Paying for Contraception in the United States

Reproductive rights are under attack. Will you help us fight back with facts?

  • Contraceptive services and supplies can be costly. The most effective, long-acting methods can cost hundreds of dollars up front. Even methods that are relatively inexpensive on a per-unit basis (such as condoms) can cost substantial amounts over the course of a year of use, not to mention over the 30 years that a woman typically spends trying to avoid pregnancy.1
  • In 2016, an estimated 21 million women were likely in need of publicly funded contraceptive services and supplies because they either had an income below 250% of the federal poverty level or were younger than 20 (and thus were likely to have had a heightened need—for reasons of confidentiality—to obtain care without depending on their family’s resources or private insurance).2 The federal and state governments provide funding for family planning services and supplies to help women meet these challenges.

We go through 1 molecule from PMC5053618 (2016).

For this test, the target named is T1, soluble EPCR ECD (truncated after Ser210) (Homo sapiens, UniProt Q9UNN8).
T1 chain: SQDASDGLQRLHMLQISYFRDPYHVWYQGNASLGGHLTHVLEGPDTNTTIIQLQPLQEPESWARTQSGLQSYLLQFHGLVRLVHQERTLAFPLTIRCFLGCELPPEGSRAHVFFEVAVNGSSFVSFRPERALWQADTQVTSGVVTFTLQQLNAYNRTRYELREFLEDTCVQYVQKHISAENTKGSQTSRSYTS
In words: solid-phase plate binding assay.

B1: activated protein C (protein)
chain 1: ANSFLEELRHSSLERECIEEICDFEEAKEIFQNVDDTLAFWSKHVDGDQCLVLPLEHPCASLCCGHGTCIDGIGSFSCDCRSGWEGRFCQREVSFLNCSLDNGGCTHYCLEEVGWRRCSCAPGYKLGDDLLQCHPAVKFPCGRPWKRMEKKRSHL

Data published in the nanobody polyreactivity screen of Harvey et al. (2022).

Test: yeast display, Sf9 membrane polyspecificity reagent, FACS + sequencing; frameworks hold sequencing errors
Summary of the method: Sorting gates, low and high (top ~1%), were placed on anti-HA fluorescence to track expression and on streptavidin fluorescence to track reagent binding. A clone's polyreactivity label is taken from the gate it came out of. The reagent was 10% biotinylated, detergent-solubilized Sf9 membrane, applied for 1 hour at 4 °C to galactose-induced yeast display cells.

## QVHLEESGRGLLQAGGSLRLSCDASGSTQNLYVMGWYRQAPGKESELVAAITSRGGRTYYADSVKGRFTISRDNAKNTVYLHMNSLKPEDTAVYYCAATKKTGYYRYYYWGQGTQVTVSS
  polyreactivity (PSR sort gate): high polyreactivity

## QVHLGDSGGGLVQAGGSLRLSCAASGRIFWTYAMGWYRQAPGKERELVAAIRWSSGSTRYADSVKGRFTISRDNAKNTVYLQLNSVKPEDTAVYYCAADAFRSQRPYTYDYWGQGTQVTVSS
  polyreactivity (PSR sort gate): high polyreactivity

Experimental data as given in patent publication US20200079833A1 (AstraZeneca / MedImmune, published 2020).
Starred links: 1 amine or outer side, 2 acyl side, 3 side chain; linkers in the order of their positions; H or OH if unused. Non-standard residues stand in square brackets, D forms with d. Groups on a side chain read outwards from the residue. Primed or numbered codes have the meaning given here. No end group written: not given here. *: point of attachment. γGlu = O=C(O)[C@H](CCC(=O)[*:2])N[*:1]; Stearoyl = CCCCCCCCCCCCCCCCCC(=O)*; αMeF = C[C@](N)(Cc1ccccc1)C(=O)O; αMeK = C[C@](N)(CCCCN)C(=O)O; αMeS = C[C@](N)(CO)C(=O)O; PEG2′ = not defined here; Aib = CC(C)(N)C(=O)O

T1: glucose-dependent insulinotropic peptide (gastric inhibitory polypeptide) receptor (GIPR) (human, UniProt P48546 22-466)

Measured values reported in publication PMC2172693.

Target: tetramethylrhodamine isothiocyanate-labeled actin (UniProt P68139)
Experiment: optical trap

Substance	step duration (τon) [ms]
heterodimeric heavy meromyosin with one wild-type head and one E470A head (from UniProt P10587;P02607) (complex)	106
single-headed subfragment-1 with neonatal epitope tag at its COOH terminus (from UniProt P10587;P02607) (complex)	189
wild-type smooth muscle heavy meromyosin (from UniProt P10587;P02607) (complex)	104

• Publicly funded family planning services help enable women to avoid or delay pregnancies that they otherwise would have been unable to prevent. In 2016, these services helped women avoid nearly two million pregnancies, which would likely have resulted in more than 900,000 births and nearly 700,000 abortions.2
  • Millions of U.S. women rely on private insurance coverage to help them afford contraceptive services and supplies. The Affordable Care Act requires most private health plans to cover a designated list of preventive services without out-of-pocket costs to the consumer, including all FDA-approved contraceptive methods and contraceptive counseling for women.3
  • As of December 2019, some 29 states also have laws in place requiring insurers that cover prescription drugs in general to cover the full range of FDA-approved contraceptive drugs and devices.4